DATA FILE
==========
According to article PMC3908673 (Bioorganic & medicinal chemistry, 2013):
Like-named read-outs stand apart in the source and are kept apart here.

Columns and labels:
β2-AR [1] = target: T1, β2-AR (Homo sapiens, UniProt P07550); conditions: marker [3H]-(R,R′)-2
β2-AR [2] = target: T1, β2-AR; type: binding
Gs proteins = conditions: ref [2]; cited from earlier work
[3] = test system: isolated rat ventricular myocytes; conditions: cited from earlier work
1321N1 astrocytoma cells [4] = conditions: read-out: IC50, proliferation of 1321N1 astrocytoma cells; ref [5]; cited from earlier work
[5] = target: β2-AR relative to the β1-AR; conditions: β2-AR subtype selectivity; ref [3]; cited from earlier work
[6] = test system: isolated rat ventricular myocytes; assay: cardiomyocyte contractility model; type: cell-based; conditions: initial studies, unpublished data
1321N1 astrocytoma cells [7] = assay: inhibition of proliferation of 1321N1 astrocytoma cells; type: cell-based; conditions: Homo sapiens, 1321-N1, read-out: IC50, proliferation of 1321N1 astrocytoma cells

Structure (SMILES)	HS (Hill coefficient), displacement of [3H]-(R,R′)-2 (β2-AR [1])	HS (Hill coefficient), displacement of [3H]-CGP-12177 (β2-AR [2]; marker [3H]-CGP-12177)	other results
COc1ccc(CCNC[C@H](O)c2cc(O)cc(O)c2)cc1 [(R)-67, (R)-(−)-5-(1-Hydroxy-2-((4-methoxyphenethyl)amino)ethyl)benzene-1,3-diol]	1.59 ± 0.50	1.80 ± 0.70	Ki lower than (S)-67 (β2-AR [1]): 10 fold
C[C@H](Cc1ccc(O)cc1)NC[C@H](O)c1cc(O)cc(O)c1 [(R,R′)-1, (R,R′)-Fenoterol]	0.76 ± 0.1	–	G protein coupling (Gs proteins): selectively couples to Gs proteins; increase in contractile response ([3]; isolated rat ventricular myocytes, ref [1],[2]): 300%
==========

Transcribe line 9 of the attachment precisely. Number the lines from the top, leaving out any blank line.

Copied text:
[5] = target: β2-AR relative to the β1-AR; conditions: β2-AR subtype selectivity; ref [3]; cited from earlier work